AMD Ryzen 7 3800XT review

A small upgrade

(Image: © Future)

TechRadar Verdict

The AMD Ryzen 7 3800XT is only a slight improvement over the existing Ryzen 7 3800X. However, because it slots in at the same price point, folks that haven't upgraded to a 3rd-generation Ryzen chip are essentially getting a free boost to performance – as long as you can live without an included cooler.


  • +

    Better performance

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    Same price as Ryzen 7 3800X

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    Increased gaming performance


  • -

    No included cooler

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    Higher temps and power consumption

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The AMD Ryzen 7 3800XT arrives exactly one year after the rest of the AMD Ryzen 3000 lineup, bringing with it a refined 7nm Zen 2 architecture and greater single-core performance at the same price – though without an included CPU cooler.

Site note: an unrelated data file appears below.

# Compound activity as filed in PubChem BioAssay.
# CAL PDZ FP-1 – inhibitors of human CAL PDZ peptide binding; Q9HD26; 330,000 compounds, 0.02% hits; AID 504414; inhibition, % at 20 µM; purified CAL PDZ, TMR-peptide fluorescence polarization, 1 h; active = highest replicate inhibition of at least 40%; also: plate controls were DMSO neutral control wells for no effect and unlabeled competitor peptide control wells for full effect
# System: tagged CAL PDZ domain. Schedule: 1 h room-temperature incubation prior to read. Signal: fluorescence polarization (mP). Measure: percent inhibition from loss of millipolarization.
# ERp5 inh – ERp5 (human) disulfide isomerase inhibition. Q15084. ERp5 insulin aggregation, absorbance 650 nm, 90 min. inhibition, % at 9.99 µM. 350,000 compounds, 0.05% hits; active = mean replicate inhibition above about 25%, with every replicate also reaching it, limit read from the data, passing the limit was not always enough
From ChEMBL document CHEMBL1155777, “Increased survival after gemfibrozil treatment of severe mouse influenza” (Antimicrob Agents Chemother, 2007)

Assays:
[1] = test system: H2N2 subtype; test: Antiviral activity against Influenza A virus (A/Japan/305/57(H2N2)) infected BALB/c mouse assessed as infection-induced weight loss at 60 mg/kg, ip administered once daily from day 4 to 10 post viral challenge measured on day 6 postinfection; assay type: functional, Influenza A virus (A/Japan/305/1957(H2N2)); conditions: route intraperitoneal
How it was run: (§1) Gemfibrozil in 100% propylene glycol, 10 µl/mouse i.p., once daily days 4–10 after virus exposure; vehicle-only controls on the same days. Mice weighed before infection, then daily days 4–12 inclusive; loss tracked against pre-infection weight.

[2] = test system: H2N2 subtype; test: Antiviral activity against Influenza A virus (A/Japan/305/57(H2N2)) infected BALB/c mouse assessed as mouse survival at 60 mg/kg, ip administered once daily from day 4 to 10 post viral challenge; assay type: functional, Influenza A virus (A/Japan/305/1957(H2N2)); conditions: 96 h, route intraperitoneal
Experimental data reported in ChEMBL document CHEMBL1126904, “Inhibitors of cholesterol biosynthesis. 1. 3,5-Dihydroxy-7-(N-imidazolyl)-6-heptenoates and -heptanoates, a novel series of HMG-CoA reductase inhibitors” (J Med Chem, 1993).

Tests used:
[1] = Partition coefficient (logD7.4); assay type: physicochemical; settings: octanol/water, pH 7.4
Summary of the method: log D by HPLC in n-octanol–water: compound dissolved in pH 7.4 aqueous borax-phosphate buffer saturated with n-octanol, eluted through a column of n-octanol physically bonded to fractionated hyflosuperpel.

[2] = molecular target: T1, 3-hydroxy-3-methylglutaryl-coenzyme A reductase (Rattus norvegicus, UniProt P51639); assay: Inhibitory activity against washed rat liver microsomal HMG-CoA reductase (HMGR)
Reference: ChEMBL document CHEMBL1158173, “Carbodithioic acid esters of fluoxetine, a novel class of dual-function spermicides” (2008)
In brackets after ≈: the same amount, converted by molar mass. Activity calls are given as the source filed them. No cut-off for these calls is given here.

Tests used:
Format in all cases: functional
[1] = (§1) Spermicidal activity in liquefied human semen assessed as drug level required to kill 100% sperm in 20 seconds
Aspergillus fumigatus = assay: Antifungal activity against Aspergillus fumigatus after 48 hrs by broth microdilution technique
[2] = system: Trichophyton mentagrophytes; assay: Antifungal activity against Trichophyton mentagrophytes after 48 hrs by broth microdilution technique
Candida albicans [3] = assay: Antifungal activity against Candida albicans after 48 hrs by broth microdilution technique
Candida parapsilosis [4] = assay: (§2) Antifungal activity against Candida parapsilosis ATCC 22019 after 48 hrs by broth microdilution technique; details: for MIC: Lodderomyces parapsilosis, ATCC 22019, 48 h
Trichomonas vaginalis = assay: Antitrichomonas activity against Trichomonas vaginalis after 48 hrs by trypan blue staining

This all means that the 3800XT, along with the AMD Ryzen 5 3600XT and Ryzen 9 3900XT, sort of serve as a stopgap between AMD Ryzen 3000 and AMD Ryzen 4000. But, more importantly, these processors close the gap between Intel and AMD when it comes to single-core performance, which makes these chips some of the best processors for gaming right now. 

(Image credit: Future)

Price and availability

The AMD Ryzen 7 3800X should be seeing general availability starting on July 7, and will set you back $399 (about £320, AU$570). That's the same price point as the AMD Ryzen 7 3800X, which comes in right now for $399 (£349, AU$645).